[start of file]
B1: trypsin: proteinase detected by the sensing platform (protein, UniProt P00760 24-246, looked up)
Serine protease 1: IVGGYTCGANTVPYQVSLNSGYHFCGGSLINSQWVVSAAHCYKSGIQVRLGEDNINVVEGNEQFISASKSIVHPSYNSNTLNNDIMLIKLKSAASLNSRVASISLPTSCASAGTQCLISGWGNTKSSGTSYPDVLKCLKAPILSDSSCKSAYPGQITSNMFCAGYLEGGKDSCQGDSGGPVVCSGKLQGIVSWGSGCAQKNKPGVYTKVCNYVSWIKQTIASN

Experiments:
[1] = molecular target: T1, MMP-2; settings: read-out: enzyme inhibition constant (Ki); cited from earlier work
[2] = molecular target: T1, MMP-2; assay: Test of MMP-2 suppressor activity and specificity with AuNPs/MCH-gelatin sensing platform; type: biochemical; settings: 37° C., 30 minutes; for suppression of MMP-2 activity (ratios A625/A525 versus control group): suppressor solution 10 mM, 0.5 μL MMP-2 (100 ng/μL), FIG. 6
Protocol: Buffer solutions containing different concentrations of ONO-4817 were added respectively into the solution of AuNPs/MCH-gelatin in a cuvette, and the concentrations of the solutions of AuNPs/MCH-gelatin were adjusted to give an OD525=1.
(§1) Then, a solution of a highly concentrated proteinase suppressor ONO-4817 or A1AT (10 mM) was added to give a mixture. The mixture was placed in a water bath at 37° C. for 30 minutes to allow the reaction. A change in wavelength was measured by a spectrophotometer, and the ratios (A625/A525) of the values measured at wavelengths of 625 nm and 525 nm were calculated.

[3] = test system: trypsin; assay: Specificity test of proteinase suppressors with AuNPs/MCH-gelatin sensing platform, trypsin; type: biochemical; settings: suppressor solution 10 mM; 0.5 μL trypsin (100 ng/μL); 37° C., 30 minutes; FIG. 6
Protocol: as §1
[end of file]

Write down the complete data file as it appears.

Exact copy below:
B1: trypsin: proteinase detected by the sensing platform (protein, UniProt P00760 24-246, looked up)
Serine protease 1: IVGGYTCGANTVPYQVSLNSGYHFCGGSLINSQWVVSAAHCYKSGIQVRLGEDNINVVEGNEQFISASKSIVHPSYNSNTLNNDIMLIKLKSAASLNSRVASISLPTSCASAGTQCLISGWGNTKSSGTSYPDVLKCLKAPILSDSSCKSAYPGQITSNMFCAGYLEGGKDSCQGDSGGPVVCSGKLQGIVSWGSGCAQKNKPGVYTKVCNYVSWIKQTIASN

Experiments:
[1] = molecular target: T1, MMP-2; settings: read-out: enzyme inhibition constant (Ki); cited from earlier work
[2] = molecular target: T1, MMP-2; assay: Test of MMP-2 suppressor activity and specificity with AuNPs/MCH-gelatin sensing platform; type: biochemical; settings: 37° C., 30 minutes; for suppression of MMP-2 activity (ratios A625/A525 versus control group): suppressor solution 10 mM, 0.5 μL MMP-2 (100 ng/μL), FIG. 6
Protocol: Buffer solutions containing different concentrations of ONO-4817 were added respectively into the solution of AuNPs/MCH-gelatin in a cuvette, and the concentrations of the solutions of AuNPs/MCH-gelatin were adjusted to give an OD525=1.
(§1) Then, a solution of a highly concentrated proteinase suppressor ONO-4817 or A1AT (10 mM) was added to give a mixture. The mixture was placed in a water bath at 37° C. for 30 minutes to allow the reaction. A change in wavelength was measured by a spectrophotometer, and the ratios (A625/A525) of the values measured at wavelengths of 625 nm and 525 nm were calculated.

[3] = test system: trypsin; assay: Specificity test of proteinase suppressors with AuNPs/MCH-gelatin sensing platform, trypsin; type: biochemical; settings: suppressor solution 10 mM; 0.5 μL trypsin (100 ng/μL); 37° C., 30 minutes; FIG. 6
Protocol: as §1